Hardware: Mending Plates
A mending plate is a metal connector that is used to repair or strengthen joints in wooden furniture, picture frames, shelving and for many other household connections. Mending plates are available in straight, T-shaped, flat L-shaped and bent L-shaped designs. We’ll talk about what each shape is used for in just a bit. Regardless of the shape, mending plates are pre-drilled and countersunk for use with flat head screws. This allows flat-head screws to be screwed down flush with the surface of the plate, thus, minimizing the total thickness of the connection paraphernalia.
Generally, a mending plate is laid onto the surface of the area to be joined, repaired or strengthened and it is then screwed into place with four flat-head wood screws (more for the T-shape). For additional strength, plates are used on both sides of the connection. And, for even more strength, through bolting provides the very most secure connection. Mending plates are also used to connect, strengthen and repair plastics, metals (steel, aluminum, etc.), glass and other solids. Naturally, in some cases, rubber gaskets and through bolting must be used to make an effective connection.
We promised an insight into what each shape was used for, so here goes:
The straight shaped plate is used for end-to-end and side-to-side connections. Also, straight brackets can be used to join wood that has split. One of our kids jumped into bed one evening and split a sideboard. We used glue and several mending brackets to repair the split. We then added mending plates to the other side as a preventive measure for the “next jump”. To make this kind of repair the plates are placed perpendicular to the split with an equal number of holes on either side of the damage. The T-shaped mending plate is used to connect 2- or 3-pieces of material that intersect in a t-shaped fashion. A good example of a t-connection would be where the horizontal center rail of a screen door connects to each of the side rails. Another example would be were a spindle and handrail meet. The Flat-L-shaped mending plate is designed for corner connections. A picture frame with loose corners would be a prime candidate for L-shape mending. The bent L-shaped mending plate is designed to be used on inside corners. Furniture such as cabinets and chairs can be quickly strengthened with the addition of bent L-shaped connectors.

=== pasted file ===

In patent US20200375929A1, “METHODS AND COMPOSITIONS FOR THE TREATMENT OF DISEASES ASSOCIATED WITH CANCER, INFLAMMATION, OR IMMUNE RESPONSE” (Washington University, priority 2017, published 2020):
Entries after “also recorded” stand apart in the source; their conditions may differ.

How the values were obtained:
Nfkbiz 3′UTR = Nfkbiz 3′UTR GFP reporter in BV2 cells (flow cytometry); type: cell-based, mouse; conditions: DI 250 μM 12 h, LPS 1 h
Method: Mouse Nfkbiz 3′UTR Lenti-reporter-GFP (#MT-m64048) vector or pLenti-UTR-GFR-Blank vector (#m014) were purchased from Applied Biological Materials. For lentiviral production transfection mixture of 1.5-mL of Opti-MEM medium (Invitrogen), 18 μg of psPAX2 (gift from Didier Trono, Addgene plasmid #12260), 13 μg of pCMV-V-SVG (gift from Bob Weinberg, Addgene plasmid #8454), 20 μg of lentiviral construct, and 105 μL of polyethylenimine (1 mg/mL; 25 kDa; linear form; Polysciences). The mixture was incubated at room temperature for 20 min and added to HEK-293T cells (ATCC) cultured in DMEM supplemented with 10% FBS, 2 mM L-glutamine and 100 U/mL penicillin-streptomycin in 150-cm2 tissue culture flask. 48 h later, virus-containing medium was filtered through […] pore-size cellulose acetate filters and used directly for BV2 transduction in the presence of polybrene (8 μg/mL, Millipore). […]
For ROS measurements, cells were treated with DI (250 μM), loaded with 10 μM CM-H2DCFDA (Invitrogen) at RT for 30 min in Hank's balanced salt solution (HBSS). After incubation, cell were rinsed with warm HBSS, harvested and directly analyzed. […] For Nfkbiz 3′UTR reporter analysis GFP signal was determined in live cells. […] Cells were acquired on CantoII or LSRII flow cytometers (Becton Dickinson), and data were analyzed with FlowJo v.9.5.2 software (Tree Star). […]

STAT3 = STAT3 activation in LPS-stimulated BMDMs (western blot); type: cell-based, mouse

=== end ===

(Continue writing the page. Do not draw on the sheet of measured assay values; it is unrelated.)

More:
Here’s another important use you may not have thought about. The L-shaped connector is perfect for stabilizing tall pieces of furniture such as armoires, china cabinets, entertainment centers, bookcases and breakfronts. One side of the bracket is screwed through the wall covering and into a wall stud and the other side of the bracket is screwed into the piece of furniture that you want to stabilize. An ounce of prevention can provide tons of cure in the event of an earthquake, tornado or hurricane – depending upon which part of the country you live in.
Installing a mending plate is really easy to do. If the connection is new, simply place the pieces to be attached into their desired positions and connect them in the normal way (glue, nails, screws, etc.). Next, lay the mending plate in place and use a pencil to mark the screw holes. Next, use a punch, awl or drill to prepare the material for screws. Finally, with the material predrilled, simply install the brackets. By the way, when making a glued connection be sure that the clamps remain in place until the glue has completely dried. Using mending brackets should never preclude the use of the regularly accepted attachment method for the project. For example, when an L-shaped connection is being made the corner joint should still be glued and nailed or screwed together in the conventional fashion. Remember, the mending bracket should be used to “improve the strength of a connection” – not as the “only” connection.
Using the mending plate to make a repair is unbelievably easy. Especially, if you use a clamp to hold it in place while the repair is being made. First, clamp the bracket in place (where you want to install it). Pre-drill the holes for screws and install them. Release the clamp – job done! When we repaired the bed we didn’t need a clamp and we used a screw gun to install the screws, which eliminated the need for the pre-drilling step. It was definitely a quick and easy repair.
Mending brackets are available in other shapes that can be used for angled connections and for special applications such as in the manufacture of furniture.
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